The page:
Sunday, January 2, 2011

Dear Shopping Savage...

Dear Shopping Savage,

I am a woman who stands at 6' and I can't ever seem to find pants that aren't too short or too long. As a result, I spend a fortune on hemming alterations and wanted to know if there was a "do it yourself" way that you could recommend that doesn't take a lot of time, energy or money?


Hemming and Hawing


Dear H.A.H.,

There are two solutions to your problem that meet your criteria, with caveats, of course. The first to consider involves a little faith in the supernatural. Well, not really, but stitch witchery is quite magical in adhering hems without getting too technical. You can find it in just about any craft section and it's very inexpensive and easy to use. One small drawback: the "heat activated" bonding tape will start to loose its holding power after several cycles of care.

Another more involved process would be to contact your local fabric store to inquire about beginner's sewing classes. For a fraction of the long-term cost and time you wait for your hemming alterations to be completed, you could learn a few basic sewing principles, if nothing more than a pant hemming technique or two. Of course, unless you have a sewing machine at your disposal dying to be dusted off, you'll be limited to either using the machines in class or purchasing one.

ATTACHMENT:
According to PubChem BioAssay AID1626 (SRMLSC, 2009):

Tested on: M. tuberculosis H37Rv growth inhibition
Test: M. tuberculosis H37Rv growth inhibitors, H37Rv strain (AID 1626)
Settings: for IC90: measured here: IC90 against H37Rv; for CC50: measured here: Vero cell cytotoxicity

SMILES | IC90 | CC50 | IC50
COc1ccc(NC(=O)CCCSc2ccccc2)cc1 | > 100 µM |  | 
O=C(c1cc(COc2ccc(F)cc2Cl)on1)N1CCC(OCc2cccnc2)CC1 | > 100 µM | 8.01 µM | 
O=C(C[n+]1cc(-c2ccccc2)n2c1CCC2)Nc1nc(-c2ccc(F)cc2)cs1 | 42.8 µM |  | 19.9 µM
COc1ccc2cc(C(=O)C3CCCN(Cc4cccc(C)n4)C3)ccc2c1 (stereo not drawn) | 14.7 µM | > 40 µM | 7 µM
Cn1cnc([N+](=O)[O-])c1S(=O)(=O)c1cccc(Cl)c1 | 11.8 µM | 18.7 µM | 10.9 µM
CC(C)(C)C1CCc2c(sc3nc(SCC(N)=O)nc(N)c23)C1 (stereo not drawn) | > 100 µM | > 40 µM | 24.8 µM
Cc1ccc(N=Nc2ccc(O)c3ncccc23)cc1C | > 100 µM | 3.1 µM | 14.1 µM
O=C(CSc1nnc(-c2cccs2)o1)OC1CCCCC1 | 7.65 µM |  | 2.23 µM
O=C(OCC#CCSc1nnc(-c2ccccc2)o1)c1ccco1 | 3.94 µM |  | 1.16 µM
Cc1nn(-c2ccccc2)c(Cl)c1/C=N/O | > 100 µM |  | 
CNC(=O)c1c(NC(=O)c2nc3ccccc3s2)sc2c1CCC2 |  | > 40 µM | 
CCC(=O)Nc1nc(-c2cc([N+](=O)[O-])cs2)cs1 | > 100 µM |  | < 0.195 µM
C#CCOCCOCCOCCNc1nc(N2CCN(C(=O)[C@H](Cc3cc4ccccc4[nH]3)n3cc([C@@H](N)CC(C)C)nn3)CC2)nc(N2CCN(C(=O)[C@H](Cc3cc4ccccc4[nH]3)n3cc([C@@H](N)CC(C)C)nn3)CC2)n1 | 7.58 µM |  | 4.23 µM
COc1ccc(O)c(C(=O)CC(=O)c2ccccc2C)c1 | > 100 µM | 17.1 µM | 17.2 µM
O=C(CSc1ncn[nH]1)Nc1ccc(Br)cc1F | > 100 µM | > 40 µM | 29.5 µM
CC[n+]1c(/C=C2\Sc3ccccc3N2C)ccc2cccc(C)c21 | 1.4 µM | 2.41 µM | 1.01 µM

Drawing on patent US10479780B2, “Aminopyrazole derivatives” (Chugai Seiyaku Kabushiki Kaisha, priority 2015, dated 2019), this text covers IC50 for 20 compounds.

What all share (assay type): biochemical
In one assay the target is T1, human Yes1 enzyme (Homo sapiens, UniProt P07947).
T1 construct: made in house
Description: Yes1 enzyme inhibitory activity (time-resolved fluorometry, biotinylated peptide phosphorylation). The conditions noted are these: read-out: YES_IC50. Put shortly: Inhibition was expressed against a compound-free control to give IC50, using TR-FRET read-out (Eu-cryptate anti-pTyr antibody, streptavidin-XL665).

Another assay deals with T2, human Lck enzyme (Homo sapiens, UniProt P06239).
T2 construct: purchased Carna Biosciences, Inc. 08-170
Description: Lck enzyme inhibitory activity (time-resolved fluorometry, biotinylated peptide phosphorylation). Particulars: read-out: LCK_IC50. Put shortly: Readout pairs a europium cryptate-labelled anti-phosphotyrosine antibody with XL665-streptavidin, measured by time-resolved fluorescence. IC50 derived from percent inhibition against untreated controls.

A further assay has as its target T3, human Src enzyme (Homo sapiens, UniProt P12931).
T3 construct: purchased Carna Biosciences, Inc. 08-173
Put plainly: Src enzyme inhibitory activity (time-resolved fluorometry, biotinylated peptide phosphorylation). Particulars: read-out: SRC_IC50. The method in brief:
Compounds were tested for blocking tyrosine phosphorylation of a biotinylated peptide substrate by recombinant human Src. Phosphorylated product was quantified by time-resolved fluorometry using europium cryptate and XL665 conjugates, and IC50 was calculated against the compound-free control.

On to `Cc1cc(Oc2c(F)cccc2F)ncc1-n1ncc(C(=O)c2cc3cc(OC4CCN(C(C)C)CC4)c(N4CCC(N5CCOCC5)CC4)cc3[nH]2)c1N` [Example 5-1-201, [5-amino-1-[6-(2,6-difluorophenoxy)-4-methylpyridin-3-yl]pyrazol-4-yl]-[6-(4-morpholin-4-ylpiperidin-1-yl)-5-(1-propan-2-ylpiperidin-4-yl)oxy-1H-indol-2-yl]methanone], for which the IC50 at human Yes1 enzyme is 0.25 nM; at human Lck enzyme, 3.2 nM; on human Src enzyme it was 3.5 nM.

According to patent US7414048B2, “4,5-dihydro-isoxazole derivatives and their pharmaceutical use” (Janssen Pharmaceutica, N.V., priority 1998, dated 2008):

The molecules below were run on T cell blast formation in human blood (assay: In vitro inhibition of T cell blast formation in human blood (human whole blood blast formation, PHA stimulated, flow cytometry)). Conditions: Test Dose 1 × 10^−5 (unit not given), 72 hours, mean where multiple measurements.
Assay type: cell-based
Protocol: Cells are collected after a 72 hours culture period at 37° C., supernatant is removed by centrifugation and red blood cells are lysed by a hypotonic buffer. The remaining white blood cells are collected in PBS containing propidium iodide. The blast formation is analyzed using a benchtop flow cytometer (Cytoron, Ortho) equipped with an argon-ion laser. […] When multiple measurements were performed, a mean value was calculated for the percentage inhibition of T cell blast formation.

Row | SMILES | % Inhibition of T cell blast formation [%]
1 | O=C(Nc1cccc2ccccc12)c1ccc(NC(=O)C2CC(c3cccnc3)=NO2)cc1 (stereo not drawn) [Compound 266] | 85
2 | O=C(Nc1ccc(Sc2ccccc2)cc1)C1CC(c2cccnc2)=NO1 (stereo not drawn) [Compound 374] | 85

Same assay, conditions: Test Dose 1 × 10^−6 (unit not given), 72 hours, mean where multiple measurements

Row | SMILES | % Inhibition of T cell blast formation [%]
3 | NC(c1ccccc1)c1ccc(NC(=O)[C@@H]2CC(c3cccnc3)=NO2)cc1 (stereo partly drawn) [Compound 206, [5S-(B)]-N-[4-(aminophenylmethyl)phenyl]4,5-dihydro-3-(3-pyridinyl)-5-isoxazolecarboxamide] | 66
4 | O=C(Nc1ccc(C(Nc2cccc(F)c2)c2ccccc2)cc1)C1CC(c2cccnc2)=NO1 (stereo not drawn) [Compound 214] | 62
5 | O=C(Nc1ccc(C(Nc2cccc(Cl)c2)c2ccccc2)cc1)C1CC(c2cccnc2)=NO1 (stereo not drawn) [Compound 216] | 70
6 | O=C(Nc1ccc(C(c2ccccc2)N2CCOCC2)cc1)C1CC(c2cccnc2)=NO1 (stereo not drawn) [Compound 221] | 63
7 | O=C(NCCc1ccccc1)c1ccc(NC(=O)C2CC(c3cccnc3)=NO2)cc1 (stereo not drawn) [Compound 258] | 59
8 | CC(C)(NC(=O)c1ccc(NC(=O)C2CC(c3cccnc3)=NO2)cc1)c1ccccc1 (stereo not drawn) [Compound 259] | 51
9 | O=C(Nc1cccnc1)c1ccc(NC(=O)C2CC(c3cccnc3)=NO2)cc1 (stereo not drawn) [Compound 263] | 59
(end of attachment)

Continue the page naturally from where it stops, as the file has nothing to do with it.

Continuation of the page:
If all else fails, you could try to find a cheaper seamstress than the one you use now, but as we all know, a good tailor is hard to find. Just remember, no matter which option you decide works best for you, be sure that you wash and/or dry any article of clothing that needs alternations beforehand so the length won't be affected by later washings and care.

As it was once said, if you want something done right, do it yourself; and if you want it done for less, and on your time schedule no less, than you most certainly want to do it yourself. It may sound a little daunting, but if you're really looking for a DIY solution, now's the time to try your hand at one of the suggestions above. Once you've figured out which works best for you, you'll have your hemming problem sewn up, or 'stitched' up, in no time.

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